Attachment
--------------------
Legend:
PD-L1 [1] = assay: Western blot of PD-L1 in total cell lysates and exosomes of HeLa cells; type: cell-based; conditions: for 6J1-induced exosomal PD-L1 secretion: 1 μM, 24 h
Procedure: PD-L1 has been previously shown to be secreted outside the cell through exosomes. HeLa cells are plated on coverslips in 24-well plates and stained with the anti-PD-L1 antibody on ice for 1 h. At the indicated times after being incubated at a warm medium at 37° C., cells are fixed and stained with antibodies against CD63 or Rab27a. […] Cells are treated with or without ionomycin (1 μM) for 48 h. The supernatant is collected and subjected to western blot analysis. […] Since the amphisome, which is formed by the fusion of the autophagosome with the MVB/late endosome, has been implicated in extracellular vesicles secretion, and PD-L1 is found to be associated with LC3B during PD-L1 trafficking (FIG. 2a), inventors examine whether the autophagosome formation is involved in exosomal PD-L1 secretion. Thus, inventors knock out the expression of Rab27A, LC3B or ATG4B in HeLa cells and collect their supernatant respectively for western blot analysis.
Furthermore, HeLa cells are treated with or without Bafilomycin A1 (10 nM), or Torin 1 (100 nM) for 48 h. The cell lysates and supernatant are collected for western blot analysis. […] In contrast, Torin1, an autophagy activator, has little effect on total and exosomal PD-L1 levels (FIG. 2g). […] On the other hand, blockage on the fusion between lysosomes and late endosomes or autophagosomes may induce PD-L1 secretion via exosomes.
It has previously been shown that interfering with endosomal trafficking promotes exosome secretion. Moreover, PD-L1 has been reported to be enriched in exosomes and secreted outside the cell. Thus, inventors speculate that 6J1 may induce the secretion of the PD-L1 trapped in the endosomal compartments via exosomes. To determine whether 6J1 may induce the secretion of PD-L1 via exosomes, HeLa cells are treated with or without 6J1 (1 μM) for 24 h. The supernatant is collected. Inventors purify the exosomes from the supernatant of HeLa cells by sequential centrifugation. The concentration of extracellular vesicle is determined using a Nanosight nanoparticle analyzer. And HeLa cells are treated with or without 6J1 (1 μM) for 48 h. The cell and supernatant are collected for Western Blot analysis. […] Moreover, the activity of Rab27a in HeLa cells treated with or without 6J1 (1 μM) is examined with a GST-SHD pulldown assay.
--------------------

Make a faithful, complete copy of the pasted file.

Legend:
PD-L1 [1] = assay: Western blot of PD-L1 in total cell lysates and exosomes of HeLa cells; type: cell-based; conditions: for 6J1-induced exosomal PD-L1 secretion: 1 μM, 24 h
Procedure: PD-L1 has been previously shown to be secreted outside the cell through exosomes. HeLa cells are plated on coverslips in 24-well plates and stained with the anti-PD-L1 antibody on ice for 1 h. At the indicated times after being incubated at a warm medium at 37° C., cells are fixed and stained with antibodies against CD63 or Rab27a. […] Cells are treated with or without ionomycin (1 μM) for 48 h. The supernatant is collected and subjected to western blot analysis. […] Since the amphisome, which is formed by the fusion of the autophagosome with the MVB/late endosome, has been implicated in extracellular vesicles secretion, and PD-L1 is found to be associated with LC3B during PD-L1 trafficking (FIG. 2a), inventors examine whether the autophagosome formation is involved in exosomal PD-L1 secretion. Thus, inventors knock out the expression of Rab27A, LC3B or ATG4B in HeLa cells and collect their supernatant respectively for western blot analysis.
Furthermore, HeLa cells are treated with or without Bafilomycin A1 (10 nM), or Torin 1 (100 nM) for 48 h. The cell lysates and supernatant are collected for western blot analysis. […] In contrast, Torin1, an autophagy activator, has little effect on total and exosomal PD-L1 levels (FIG. 2g). […] On the other hand, blockage on the fusion between lysosomes and late endosomes or autophagosomes may induce PD-L1 secretion via exosomes.
It has previously been shown that interfering with endosomal trafficking promotes exosome secretion. Moreover, PD-L1 has been reported to be enriched in exosomes and secreted outside the cell. Thus, inventors speculate that 6J1 may induce the secretion of the PD-L1 trapped in the endosomal compartments via exosomes. To determine whether 6J1 may induce the secretion of PD-L1 via exosomes, HeLa cells are treated with or without 6J1 (1 μM) for 24 h. The supernatant is collected. Inventors purify the exosomes from the supernatant of HeLa cells by sequential centrifugation. The concentration of extracellular vesicle is determined using a Nanosight nanoparticle analyzer. And HeLa cells are treated with or without 6J1 (1 μM) for 48 h. The cell and supernatant are collected for Western Blot analysis. […] Moreover, the activity of Rab27a in HeLa cells treated with or without 6J1 (1 μM) is examined with a GST-SHD pulldown assay.